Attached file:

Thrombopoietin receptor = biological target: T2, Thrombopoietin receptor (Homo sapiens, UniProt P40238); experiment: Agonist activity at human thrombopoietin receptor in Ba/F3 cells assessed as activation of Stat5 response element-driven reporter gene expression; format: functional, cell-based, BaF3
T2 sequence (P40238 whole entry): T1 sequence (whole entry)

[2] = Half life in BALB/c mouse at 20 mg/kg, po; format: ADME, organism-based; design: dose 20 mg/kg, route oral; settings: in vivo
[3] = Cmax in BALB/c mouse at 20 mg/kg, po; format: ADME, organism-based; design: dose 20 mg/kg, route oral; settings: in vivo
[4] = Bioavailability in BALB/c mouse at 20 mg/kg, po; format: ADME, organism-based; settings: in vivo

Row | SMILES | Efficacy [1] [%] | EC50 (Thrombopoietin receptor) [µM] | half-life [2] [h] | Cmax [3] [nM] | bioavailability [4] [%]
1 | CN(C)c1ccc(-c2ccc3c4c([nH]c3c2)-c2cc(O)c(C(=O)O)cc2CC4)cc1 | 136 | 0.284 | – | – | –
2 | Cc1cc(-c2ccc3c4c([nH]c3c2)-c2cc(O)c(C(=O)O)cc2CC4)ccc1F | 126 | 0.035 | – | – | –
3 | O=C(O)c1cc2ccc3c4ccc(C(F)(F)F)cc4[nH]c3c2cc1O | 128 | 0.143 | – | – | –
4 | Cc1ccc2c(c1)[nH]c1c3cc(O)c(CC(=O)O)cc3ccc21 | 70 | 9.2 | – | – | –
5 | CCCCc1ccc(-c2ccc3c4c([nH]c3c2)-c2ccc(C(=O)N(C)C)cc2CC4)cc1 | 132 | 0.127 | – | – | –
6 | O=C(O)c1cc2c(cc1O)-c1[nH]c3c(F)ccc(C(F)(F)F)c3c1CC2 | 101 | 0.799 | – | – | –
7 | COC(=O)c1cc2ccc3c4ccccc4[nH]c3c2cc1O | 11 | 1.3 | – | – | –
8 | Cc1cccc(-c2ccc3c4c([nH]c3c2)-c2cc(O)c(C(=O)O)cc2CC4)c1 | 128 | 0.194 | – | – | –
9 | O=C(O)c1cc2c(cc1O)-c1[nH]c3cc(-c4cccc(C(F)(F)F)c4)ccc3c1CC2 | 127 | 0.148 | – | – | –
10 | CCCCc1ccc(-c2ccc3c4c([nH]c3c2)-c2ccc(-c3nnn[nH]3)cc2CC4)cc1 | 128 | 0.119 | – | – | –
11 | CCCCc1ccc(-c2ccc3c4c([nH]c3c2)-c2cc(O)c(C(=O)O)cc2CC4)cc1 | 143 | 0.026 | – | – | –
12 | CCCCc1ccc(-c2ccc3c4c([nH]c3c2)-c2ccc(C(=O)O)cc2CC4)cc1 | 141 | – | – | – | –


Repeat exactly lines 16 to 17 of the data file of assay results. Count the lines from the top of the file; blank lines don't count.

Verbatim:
10 | CCCCc1ccc(-c2ccc3c4c([nH]c3c2)-c2ccc(-c3nnn[nH]3)cc2CC4)cc1 | 128 | 0.119 | – | – | –
11 | CCCCc1ccc(-c2ccc3c4c([nH]c3c2)-c2cc(O)c(C(=O)O)cc2CC4)cc1 | 143 | 0.026 | – | – | –